Legislative session finishes
New York lawmakers wrapped up an eventful session this week. Over the past couple of weeks, they passed legislation that included a reorganization of NYRA and a teacher evaluation bill. Nick Reisman takes a look at the just completed session.
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NEW YORK STATE -- It's a rare sight in New York politics. The state's fabled three men in a room actually getting along instead of bickering. The regular 2012 legislative session ended with the Governor, Assembly Speaker and Senate Majority Leader praising each other.
“This legislative session, in fact, the last eighteen months, forms a record of leadership and achievement unparalleled in recent memory and this is due in no small part to Governor Cuomo,” Assembly Speaker Sheldon Silver said.
Senate Majority Leader Dean Skelos, too, had nothing been kind words to say about the popular governor.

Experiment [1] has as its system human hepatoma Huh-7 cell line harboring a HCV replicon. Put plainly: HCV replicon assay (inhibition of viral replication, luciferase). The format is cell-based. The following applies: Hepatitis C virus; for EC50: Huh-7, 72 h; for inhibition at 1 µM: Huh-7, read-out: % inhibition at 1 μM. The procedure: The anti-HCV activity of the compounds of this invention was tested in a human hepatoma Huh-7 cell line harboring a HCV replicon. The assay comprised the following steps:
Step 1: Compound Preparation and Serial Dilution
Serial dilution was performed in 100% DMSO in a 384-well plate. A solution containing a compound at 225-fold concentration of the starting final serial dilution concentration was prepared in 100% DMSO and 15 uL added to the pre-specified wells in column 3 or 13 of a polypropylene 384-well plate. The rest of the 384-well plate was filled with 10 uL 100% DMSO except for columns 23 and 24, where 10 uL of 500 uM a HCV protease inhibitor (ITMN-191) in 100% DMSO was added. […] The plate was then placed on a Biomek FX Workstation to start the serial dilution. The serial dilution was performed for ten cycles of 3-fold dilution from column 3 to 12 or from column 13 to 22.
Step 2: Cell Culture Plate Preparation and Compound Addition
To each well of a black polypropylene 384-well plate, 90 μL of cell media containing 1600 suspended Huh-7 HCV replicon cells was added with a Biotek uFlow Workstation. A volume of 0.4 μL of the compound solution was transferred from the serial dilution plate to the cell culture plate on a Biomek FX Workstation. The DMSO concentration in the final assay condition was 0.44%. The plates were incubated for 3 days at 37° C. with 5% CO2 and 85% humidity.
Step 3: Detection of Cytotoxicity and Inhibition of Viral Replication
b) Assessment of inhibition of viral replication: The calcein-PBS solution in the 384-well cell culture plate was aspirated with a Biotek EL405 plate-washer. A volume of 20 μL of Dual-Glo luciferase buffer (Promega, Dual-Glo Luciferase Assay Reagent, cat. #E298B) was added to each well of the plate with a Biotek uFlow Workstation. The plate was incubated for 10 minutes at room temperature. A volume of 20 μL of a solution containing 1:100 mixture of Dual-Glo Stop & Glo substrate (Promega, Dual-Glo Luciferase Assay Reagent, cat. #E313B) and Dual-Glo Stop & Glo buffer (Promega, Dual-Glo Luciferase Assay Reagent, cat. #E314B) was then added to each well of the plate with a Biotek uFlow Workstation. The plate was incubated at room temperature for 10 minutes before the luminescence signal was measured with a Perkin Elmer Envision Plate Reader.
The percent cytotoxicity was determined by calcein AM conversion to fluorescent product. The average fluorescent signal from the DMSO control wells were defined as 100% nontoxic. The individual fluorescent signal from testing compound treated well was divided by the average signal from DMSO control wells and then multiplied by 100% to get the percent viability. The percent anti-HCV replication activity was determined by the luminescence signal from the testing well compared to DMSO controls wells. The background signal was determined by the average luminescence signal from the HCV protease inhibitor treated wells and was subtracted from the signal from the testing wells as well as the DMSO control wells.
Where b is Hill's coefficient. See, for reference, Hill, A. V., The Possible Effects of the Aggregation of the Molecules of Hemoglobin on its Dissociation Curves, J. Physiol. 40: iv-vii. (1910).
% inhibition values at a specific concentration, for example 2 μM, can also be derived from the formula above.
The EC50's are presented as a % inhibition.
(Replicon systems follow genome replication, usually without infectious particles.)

Skelos said, “We made the people of New York State proud of their government and they’re proud of the government because of the leadership you've shown, the leadership that all the members of the Legislature have shown, so I'm very proud to be part of this process.”
Cuomo has had an unusually productive first year and a half of his four-year term. He's sitting on a 70 percent approval rating along with a deep well of political capital.
Naturally, he touted this legislative session's highlights, which include a new pension tier, an overhaul of reporting for the developmentally disabled and an expansion of the state's DNA database.
“I believe that this legislative session is one of the most successful in modern political history,” Cuomo said.
Cuomo took control in 2011, at a time when the state seemed utterly unfixable. In that time since, he's managed to assume broad authority over different operations of the state and expand the reach of the governor's office. Cuomo says it's all about making the state hospitable to businesses once more.
“The effort to make government work is so that you make the state work, right? So that the state's business climate is better, so that jobs are coming back to New York so that New York works,” Cuomo said.
And more than two years before his own re-election, the governor can tout that he already achieved much of his campaign promises, including the legalization of same-sex marriage. Listen for this phrase or some variation of it to be repeated through the next two years.
“We did what we said we would do,” Cuomo said.